It is scientifically impossible to stare at a pitcher of sangria and frown. Tears of happiness flow down one cheek as we see those cut up pieces of oranges and apples. The murky red liquid brings out the sunshine in our drinking hearts. Sangria is a Spanish and Portuguese word that translates into “Blood” because of its dark red color. It had been served across Europe for hundreds of years being called, “Claret punch.” Claret being the British term for Bordeaux after Bordeaux, France a popular region for wine. After hundreds of years of diluting wine, the Europeans finally introduced it to the U.S. at the 1964 world fair.

The sexiest thing about those Sangria pitchers is the pinched lip at the top. That beautiful curve traps all the fruit that is added into the wine. Oranges, berries or kiwi, it can really be any combo of your favorite fruits. It’s ok to even skip the fruit and use fruity juices. There are no rules to making your Sangria mixture. An outdoorsy, listening to music, chillaxing in a hammock kinda Sangria could be red wine (yes … you can use white if you want), throw in some fruit for sweetener and simply add some seltzer water. Boom, you are Sangriaing it up in no time. If you want an indoors, air-conditioned, good-conversation-while-catching-a-buzz kinda Sangria go with your favorite red wine, brandy and use rum as the sweetener on top.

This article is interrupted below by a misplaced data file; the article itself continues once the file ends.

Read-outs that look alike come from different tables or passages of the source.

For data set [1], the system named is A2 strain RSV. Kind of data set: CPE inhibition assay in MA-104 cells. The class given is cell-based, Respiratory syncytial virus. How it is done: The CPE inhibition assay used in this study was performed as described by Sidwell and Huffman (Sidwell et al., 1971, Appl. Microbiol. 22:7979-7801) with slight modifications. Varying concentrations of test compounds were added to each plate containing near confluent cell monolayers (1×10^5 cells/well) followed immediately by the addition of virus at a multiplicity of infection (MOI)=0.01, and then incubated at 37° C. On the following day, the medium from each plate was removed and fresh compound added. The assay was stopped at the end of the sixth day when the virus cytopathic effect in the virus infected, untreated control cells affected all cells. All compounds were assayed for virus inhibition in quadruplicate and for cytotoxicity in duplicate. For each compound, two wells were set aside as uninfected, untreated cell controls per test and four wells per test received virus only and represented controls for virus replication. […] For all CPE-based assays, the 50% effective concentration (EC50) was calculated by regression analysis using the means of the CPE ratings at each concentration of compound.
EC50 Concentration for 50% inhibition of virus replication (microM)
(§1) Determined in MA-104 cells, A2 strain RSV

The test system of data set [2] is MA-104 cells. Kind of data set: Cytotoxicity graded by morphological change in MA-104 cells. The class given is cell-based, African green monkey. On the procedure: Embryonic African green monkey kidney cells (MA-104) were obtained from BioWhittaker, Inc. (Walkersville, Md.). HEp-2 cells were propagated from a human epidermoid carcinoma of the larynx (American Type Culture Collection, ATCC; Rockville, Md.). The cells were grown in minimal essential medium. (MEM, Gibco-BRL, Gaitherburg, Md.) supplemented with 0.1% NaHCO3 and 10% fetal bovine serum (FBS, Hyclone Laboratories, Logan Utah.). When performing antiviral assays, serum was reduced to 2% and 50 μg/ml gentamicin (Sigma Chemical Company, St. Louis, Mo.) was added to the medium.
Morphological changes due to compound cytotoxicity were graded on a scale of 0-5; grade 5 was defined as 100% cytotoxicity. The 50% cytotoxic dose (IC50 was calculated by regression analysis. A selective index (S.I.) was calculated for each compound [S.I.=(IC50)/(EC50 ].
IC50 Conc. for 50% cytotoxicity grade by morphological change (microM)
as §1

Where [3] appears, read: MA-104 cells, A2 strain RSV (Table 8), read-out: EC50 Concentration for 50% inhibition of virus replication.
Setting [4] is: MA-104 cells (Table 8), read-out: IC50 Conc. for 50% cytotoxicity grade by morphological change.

This is how Hank makes his at The Monks Vineyard. A small peaceful wine store located on George St. in downtown St. Augustine. The bar inside is small and can fit only four people, but the vibe is loose and peaceful. Hank doesn’t waste his Sangria time on fruit or juices. He is after flavor and a buzz. The dark red color of his Sangrias feel more traditional and the taste is rich and full — the opposite of most diluted sunny spritzer Sangrias. The front patio at The Monks Vineyard gives you a chance to do some stellar people watching while reflecting on the awesomeness of solid Sangria.

Want to try making your own? Check out our recipe below:


  • half an apple chopped into small pieces
  • half an orange sliced into small pieces
  • 4 tbsp of brown (or cane) sugar
  • 3/4 cup of orange juice
  • 1/3 cup brandy
  • 1/4 cup of Marlin & Barrel Bearing light rum
  • 1 bottle of dry Spanish red wine
  • 1 cup of ice to chill


  1. Combine the fruit and sugar in a large pitcher and muddle
  2. Add in the juice, rum and brandy, muddling again to combine
  3. Stir in the red wine and combine mixture
  4. Dump in the ice and stir to chill, then garnish with an orange slice.